I would like to know what areas of mathematic are directly related to mathematical logic, besides the usual courses on model theory, proof theory and computability. If you suggest only one book on each subject that will be great. I prefer the books to be formal, concise and to the point( Rudin style).
- Combinatorics and graph theory: Does a logic student need to know anything about enumeration? If so to what extent.
- Algebraic geometry: I know model theory has been applied to solve some problems in algebraic geometry, but is there any application of AB in logic? Or it only can serve as a source of inspiration?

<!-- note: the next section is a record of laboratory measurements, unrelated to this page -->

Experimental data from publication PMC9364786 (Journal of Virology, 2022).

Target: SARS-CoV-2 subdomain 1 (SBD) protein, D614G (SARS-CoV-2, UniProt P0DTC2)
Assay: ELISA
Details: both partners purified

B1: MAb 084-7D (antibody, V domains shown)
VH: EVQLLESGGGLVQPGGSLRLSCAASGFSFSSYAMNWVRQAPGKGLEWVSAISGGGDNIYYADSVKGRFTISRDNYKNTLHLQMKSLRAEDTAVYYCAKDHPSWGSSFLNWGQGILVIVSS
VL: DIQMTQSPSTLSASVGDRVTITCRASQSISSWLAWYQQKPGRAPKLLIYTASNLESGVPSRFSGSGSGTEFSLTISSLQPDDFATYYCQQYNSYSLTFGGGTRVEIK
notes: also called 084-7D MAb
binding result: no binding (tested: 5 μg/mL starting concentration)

- Number theory: Is knowing elementary number theory sufficient?
- Toposes and sheaves: I don't know anything about sheaves and toposes. I only know some basic category theory. I know they are important for further studies in logic but they appear in different areas of math, i.e. algebraic topology , algebraic geometry and geometry. What is the best approach to learn about them?
- Geometry: I've had some courses in differential geometry and theory of manifolds. But they don't seem to be related. Maybe synthetic geometry would've been a more suitable course to take.
- Algebra(not algebraic logic ) : Paul Cohen, a logician, if I'm not mistaken have some theorems in algebra. Why!? how are logic and algebra related? Thanks for your patience!